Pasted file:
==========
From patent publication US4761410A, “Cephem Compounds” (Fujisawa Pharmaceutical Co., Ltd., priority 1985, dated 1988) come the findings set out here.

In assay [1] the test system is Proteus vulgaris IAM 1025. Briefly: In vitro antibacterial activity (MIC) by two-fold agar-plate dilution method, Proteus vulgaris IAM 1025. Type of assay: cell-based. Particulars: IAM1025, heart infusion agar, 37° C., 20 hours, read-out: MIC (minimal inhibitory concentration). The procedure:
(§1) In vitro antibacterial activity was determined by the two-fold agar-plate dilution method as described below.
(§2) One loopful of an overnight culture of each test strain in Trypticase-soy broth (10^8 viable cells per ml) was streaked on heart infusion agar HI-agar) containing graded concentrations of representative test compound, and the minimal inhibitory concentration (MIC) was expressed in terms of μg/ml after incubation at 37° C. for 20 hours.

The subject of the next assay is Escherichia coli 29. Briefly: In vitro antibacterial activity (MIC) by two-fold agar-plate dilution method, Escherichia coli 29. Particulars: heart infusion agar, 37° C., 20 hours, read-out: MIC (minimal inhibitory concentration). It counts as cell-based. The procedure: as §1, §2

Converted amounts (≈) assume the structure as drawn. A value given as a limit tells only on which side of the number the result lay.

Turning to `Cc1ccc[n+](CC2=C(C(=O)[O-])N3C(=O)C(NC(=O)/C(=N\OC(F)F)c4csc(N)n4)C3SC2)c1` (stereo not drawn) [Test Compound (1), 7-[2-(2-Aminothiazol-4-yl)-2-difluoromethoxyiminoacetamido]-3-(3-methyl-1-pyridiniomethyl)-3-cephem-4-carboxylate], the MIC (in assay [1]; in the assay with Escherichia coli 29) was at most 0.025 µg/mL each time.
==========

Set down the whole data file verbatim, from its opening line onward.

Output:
From patent publication US4761410A, “Cephem Compounds” (Fujisawa Pharmaceutical Co., Ltd., priority 1985, dated 1988) come the findings set out here.

In assay [1] the test system is Proteus vulgaris IAM 1025. Briefly: In vitro antibacterial activity (MIC) by two-fold agar-plate dilution method, Proteus vulgaris IAM 1025. Type of assay: cell-based. Particulars: IAM1025, heart infusion agar, 37° C., 20 hours, read-out: MIC (minimal inhibitory concentration). The procedure:
(§1) In vitro antibacterial activity was determined by the two-fold agar-plate dilution method as described below.
(§2) One loopful of an overnight culture of each test strain in Trypticase-soy broth (10^8 viable cells per ml) was streaked on heart infusion agar HI-agar) containing graded concentrations of representative test compound, and the minimal inhibitory concentration (MIC) was expressed in terms of μg/ml after incubation at 37° C. for 20 hours.

The subject of the next assay is Escherichia coli 29. Briefly: In vitro antibacterial activity (MIC) by two-fold agar-plate dilution method, Escherichia coli 29. Particulars: heart infusion agar, 37° C., 20 hours, read-out: MIC (minimal inhibitory concentration). It counts as cell-based. The procedure: as §1, §2

Converted amounts (≈) assume the structure as drawn. A value given as a limit tells only on which side of the number the result lay.

Turning to `Cc1ccc[n+](CC2=C(C(=O)[O-])N3C(=O)C(NC(=O)/C(=N\OC(F)F)c4csc(N)n4)C3SC2)c1` (stereo not drawn) [Test Compound (1), 7-[2-(2-Aminothiazol-4-yl)-2-difluoromethoxyiminoacetamido]-3-(3-methyl-1-pyridiniomethyl)-3-cephem-4-carboxylate], the MIC (in assay [1]; in the assay with Escherichia coli 29) was at most 0.025 µg/mL each time.